M. Boele van Hensbroek
- Improved method for assessing iron stores in the bone marrow
- Journal of clinical pathology
- Volume | Issue number
- 62 | 8
- Pages (from-to)
- Document type
- Faculty of Medicine (AMC-UvA)
BACKGROUND: Bone marrow iron microscopy has been the "gold standard" method of assessing iron deficiency. However, the commonly used method of grading marrow iron remains highly subjective.
AIM: To improve the bone marrow grading method by developing a detailed protocol that assesses iron in fragments, in macrophages around fragments and in erythroblasts.
METHODS: A descriptive study of marrow aspirates of 303 children (aged 6-60 months) with severe anaemia and 22 controls (children undergoing elective surgery) was conducted at hospitals in southern Malawi (2002-04).
RESULTS: Using an intensive marrow iron grading method, 22% and 39% of cases and controls had deficient iron stores, and 40% and 46% had functional iron deficiency, respectively. Further evaluation of the iron status classification by the intensive method showed that functional iron deficiency was associated with significantly increased C-reactive protein concentrations (126.7 (85.6) mg/l), and iron stores deficiency with significantly increased soluble transferrin receptor concentrations (21.7 (12.5) mug/ml).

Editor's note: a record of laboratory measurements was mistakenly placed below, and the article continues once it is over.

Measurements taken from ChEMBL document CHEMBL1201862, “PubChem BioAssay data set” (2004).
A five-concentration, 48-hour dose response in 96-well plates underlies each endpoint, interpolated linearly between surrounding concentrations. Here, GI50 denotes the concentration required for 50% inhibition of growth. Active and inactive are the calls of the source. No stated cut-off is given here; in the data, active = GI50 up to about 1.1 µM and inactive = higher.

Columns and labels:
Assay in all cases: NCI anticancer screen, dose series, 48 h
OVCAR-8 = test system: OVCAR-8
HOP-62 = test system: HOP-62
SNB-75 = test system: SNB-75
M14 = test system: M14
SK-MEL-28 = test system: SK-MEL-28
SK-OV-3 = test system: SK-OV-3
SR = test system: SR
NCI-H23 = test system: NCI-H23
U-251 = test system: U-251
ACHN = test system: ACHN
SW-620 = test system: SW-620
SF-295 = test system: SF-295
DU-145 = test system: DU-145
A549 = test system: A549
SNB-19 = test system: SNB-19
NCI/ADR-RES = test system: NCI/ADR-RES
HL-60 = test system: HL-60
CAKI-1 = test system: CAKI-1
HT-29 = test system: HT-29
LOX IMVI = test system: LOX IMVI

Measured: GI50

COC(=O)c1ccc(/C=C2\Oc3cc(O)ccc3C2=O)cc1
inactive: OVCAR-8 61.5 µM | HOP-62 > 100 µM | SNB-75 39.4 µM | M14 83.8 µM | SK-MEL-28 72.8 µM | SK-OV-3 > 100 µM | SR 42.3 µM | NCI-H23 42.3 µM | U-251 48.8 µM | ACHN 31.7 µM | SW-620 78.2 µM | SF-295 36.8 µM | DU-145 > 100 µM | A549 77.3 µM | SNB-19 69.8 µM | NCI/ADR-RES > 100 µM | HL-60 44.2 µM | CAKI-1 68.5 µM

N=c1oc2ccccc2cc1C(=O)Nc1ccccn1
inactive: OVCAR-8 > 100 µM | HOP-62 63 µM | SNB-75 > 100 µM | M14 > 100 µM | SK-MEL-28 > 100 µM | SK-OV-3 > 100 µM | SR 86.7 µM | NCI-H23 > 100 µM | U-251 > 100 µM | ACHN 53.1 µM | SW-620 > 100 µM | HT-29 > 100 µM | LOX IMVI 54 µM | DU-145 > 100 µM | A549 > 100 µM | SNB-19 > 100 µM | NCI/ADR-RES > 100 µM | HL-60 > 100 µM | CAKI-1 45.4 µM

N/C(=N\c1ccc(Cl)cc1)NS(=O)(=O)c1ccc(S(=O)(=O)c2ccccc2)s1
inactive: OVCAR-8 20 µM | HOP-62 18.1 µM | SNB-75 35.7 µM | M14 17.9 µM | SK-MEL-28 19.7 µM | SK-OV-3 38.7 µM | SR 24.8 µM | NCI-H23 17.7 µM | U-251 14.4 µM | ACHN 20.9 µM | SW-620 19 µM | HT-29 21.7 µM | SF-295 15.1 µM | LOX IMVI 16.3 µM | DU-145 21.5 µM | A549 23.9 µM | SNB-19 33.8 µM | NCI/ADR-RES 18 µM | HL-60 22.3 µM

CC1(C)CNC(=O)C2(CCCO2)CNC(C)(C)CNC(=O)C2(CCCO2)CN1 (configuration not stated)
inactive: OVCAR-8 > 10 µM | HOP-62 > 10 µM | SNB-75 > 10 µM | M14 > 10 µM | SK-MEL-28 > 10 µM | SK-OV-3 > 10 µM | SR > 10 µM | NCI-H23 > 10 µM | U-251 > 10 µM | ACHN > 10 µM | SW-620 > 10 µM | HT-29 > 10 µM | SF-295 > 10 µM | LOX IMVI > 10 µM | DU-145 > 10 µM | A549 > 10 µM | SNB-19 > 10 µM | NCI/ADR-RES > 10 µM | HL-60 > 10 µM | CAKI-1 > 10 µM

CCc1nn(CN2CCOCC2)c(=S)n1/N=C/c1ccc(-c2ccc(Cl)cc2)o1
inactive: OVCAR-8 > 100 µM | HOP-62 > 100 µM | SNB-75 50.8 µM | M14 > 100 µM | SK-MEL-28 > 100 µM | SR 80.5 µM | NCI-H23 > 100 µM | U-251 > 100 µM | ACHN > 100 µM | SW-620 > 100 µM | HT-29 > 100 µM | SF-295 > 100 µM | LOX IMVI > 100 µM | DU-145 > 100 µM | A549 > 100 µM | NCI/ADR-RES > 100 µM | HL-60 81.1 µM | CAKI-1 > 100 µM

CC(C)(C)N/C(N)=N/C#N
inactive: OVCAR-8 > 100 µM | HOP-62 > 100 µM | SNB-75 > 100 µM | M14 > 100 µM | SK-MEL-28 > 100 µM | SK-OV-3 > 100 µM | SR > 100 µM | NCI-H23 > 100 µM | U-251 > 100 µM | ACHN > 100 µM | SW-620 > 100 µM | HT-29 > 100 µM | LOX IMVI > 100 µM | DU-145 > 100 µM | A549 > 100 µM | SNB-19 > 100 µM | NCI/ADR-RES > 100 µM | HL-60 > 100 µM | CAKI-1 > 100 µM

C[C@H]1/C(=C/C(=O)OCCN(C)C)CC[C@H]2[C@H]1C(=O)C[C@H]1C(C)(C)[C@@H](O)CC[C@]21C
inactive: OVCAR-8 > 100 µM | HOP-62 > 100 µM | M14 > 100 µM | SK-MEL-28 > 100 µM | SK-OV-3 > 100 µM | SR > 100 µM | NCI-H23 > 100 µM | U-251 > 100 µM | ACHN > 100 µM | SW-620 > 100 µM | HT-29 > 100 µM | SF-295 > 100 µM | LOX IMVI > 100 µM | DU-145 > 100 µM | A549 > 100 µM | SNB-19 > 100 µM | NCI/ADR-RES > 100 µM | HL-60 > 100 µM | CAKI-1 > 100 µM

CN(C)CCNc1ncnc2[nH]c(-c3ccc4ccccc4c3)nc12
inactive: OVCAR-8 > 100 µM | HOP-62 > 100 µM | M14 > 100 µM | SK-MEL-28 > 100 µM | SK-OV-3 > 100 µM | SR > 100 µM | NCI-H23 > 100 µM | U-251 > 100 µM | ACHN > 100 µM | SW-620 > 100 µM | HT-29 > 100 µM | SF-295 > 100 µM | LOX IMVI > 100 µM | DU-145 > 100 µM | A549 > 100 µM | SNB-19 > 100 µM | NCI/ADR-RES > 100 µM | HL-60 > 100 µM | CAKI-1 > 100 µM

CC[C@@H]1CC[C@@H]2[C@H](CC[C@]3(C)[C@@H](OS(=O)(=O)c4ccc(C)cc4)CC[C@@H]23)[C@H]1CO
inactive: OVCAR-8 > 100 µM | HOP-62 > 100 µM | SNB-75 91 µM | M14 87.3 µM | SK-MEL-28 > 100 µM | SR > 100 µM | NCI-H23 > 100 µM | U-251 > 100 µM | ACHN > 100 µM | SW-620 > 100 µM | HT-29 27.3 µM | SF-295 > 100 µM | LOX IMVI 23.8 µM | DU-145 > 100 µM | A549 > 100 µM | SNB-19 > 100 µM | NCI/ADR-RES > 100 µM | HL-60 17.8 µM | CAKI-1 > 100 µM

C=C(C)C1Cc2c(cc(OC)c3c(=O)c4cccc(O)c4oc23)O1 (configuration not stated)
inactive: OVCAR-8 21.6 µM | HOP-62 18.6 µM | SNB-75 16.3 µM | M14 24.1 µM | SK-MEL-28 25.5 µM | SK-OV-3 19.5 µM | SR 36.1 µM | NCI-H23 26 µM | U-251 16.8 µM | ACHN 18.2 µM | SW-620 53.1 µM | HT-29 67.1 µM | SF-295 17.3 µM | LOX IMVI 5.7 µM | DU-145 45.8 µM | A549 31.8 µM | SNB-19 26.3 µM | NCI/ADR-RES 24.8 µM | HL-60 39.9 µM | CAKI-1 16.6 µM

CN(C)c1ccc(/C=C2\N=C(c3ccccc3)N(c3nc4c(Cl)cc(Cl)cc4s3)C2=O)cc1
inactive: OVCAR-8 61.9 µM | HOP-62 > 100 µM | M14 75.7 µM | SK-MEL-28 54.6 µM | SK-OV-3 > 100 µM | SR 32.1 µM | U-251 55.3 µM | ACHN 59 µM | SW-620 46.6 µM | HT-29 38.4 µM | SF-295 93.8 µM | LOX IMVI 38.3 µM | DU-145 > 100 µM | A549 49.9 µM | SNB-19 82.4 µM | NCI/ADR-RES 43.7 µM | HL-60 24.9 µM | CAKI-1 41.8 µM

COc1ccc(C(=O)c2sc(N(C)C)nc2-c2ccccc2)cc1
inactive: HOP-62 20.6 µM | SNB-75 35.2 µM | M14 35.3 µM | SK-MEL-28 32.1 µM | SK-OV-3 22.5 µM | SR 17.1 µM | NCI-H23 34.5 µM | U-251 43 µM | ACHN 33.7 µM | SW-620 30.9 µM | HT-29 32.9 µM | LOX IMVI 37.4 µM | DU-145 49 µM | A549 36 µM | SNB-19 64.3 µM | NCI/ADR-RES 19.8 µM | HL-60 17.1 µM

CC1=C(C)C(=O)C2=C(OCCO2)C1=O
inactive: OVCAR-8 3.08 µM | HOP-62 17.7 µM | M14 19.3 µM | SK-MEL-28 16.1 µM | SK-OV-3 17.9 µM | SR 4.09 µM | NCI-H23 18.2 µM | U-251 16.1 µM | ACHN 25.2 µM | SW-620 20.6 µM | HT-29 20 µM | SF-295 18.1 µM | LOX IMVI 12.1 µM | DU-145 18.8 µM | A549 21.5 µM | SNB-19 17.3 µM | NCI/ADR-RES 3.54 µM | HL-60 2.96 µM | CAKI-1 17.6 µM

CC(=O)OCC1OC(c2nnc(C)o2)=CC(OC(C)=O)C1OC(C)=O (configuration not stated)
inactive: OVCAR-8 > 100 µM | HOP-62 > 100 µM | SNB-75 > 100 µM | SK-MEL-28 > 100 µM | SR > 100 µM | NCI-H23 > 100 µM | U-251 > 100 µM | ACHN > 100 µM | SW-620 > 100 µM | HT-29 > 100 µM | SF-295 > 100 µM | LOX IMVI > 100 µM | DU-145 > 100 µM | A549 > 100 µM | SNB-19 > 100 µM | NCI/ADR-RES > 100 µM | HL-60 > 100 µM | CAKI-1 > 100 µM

CONCLUSIONS: Iron assessment can be greatly improved by a more intense marrow examination. This provides a useful iron status classification which is of particular importance in areas where there is a high rate of inflammatory conditions.
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